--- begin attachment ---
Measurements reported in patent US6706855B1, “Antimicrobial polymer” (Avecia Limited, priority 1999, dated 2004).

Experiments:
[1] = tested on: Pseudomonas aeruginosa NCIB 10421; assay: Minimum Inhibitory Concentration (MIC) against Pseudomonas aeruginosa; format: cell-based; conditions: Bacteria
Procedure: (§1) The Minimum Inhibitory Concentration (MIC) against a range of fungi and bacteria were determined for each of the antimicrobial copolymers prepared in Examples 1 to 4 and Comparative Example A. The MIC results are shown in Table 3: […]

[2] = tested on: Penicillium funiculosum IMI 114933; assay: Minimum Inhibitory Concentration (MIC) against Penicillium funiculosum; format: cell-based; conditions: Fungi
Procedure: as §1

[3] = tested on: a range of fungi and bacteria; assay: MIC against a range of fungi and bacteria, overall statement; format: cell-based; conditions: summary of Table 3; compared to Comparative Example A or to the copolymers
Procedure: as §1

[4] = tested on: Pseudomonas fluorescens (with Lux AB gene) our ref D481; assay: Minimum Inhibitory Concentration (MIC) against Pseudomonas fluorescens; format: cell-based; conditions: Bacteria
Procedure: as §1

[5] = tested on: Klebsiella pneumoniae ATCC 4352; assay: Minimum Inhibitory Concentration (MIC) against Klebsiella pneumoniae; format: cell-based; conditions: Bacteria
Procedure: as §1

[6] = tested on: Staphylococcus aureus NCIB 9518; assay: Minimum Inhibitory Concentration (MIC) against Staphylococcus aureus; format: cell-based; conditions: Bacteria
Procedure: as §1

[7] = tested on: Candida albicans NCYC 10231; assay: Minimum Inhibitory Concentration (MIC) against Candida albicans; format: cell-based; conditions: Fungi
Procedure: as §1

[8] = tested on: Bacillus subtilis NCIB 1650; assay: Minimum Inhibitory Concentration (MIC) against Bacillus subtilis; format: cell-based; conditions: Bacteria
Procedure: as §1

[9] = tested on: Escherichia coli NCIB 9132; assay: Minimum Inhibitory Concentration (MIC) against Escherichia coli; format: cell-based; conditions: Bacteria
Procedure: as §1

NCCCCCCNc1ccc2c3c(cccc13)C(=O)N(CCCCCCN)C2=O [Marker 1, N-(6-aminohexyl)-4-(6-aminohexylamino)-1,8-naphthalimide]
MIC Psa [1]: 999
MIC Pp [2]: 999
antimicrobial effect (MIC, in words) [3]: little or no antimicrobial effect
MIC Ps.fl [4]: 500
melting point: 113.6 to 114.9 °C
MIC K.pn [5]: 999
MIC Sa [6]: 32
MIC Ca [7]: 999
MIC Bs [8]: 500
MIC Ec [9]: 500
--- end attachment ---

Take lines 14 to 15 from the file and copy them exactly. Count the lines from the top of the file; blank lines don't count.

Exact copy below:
Procedure: as §1

[7] = tested on: Candida albicans NCYC 10231; assay: Minimum Inhibitory Concentration (MIC) against Candida albicans; format: cell-based; conditions: Fungi